What’s not to love about Carl Maria von Weber? If you’re a clarinet player, only that by the time you’re an undergrad, you’ve been trying to play his various pieces for too long and with too little success. On Clarinet Classics at Riversdale, Robert DiLutis opens with Weber’s Quintet in B-flat Major Op.34. Accompanied by the very fine Mellifera Quartet, DiLutis gives a very able rendition. The piece gets dusted off much less often than the Mozart or Brahms works for the grouping, possibly because in the Weber the clarinet is more protagonist than chamber partner: it’s never easy convincing a quartet to work with one; then tell them it’s Weber and watch the reaction. BUT, Weber is really terrific, and in spite of the odd string writing (the attempted fugue in the finale is… valiant) the work merits a listen. DiLutis can bring the full arsenal of technical tools to the piece. His tone is more on the bright side here than in other tracks, which doesn’t please all ears, including this pair.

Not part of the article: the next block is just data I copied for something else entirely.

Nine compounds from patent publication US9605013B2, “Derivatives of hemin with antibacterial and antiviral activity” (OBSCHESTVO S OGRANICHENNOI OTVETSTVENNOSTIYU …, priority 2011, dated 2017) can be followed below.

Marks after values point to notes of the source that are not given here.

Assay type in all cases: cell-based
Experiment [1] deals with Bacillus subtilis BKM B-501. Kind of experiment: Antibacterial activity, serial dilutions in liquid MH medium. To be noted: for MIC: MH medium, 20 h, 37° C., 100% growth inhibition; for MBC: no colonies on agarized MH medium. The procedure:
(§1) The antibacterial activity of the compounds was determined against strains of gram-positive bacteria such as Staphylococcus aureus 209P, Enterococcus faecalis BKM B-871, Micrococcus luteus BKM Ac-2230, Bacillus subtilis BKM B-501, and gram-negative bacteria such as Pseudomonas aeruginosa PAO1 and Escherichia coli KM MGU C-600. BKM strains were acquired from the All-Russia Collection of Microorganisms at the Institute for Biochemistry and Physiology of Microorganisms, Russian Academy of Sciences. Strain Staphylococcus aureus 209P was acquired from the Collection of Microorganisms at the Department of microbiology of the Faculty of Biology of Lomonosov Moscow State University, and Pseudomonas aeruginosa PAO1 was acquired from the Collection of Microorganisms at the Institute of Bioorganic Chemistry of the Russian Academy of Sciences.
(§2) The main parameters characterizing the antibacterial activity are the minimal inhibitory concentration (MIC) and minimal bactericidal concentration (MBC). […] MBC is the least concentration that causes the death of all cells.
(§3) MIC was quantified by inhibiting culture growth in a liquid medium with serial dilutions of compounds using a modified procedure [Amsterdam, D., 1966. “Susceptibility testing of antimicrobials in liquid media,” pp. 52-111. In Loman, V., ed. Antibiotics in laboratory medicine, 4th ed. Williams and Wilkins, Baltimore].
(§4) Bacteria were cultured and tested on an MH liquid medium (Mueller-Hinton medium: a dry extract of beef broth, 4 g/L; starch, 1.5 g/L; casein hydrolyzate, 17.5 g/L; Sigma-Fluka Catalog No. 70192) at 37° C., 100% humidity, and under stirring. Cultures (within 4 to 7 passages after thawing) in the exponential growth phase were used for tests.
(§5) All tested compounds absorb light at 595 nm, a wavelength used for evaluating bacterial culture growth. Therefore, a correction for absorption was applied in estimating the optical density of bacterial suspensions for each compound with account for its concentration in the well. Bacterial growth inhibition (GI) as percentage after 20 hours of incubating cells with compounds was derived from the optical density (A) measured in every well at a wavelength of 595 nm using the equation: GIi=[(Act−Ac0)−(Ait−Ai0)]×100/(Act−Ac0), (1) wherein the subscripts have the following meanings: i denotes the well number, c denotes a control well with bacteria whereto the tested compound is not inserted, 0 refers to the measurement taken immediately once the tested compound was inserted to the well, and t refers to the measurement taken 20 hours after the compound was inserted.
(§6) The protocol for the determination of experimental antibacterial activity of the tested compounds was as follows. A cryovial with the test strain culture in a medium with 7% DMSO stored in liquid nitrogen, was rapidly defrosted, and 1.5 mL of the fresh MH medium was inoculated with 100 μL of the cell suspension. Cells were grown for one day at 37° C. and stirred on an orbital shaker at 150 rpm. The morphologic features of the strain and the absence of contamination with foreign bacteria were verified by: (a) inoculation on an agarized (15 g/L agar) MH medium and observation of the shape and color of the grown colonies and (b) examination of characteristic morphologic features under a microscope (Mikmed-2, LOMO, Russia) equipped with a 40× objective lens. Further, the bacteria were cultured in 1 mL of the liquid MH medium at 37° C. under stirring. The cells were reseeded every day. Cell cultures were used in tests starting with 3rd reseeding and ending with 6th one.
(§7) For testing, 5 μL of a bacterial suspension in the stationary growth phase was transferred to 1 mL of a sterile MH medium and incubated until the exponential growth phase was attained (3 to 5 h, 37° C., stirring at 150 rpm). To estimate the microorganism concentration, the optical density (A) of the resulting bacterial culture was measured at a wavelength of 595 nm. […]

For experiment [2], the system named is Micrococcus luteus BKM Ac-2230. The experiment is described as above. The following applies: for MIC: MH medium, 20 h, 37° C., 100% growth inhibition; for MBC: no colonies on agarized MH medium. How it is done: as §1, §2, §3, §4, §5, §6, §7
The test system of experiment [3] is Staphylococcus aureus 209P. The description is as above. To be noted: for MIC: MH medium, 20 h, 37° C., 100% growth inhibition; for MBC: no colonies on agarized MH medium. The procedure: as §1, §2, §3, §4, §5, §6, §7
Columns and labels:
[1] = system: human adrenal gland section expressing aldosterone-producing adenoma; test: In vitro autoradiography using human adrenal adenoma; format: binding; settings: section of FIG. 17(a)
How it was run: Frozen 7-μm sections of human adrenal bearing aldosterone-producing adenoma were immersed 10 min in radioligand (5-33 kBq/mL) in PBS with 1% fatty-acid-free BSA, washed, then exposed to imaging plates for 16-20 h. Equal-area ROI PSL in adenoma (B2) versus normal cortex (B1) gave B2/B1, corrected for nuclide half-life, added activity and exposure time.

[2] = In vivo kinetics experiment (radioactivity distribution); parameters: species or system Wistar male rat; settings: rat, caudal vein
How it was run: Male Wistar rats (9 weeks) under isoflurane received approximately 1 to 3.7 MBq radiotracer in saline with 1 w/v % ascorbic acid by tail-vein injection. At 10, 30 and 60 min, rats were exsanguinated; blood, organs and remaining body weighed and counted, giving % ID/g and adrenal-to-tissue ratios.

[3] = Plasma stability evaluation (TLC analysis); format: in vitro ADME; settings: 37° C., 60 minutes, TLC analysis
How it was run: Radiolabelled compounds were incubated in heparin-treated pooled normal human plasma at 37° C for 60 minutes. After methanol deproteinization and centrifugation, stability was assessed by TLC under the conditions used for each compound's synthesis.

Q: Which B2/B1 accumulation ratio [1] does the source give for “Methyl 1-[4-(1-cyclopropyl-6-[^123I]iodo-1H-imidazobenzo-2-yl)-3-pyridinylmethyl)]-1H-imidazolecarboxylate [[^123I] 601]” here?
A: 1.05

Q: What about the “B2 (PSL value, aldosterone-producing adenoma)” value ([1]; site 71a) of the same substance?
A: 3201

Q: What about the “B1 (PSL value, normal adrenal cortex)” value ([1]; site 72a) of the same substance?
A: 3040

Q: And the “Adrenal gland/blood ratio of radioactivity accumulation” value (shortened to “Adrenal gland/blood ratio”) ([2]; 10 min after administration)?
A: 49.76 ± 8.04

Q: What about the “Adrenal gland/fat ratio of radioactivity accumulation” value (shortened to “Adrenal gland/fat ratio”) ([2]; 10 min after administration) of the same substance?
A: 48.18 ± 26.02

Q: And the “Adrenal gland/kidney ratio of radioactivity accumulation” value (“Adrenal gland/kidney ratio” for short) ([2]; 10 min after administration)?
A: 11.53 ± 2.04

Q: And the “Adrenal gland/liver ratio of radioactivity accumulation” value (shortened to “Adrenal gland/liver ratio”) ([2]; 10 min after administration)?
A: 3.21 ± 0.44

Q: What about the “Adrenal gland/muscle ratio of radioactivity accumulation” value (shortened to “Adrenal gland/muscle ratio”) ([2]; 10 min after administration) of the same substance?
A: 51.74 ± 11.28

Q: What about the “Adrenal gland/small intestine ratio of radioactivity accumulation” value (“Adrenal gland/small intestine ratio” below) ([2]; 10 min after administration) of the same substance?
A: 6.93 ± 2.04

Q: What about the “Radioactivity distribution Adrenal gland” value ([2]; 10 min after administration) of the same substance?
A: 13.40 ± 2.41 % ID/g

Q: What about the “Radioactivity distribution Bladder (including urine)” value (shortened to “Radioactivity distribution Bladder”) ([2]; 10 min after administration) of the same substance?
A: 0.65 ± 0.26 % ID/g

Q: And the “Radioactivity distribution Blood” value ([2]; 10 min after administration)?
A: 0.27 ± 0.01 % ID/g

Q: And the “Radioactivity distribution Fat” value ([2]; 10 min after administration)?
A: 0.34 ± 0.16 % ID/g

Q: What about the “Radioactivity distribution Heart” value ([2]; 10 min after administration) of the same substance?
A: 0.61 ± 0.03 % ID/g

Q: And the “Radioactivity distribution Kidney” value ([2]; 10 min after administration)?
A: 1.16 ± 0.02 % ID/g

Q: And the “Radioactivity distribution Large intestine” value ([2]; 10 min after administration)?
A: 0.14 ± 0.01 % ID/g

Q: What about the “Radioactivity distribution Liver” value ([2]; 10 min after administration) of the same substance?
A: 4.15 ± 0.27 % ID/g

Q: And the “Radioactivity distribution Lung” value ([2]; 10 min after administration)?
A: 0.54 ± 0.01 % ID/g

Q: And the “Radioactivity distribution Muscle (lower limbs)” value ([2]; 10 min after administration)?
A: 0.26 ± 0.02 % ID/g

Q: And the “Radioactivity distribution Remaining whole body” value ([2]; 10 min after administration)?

More sonically pleasing are the following cuts, and I appreciate his inclusion of three lesser-known unaccompanied works (“Classics” is an aspirational title for this collection). Monologue 3 by Erland von Koch should be required reading for clarinet students everywhere, as the Willson Osborne Rhapsody (originally for bassoon) is for my students. I feel the disc has no need of the inclusion of the bit of treacle by Heinrich Baermann, his Adagio for Clarinet and Strings.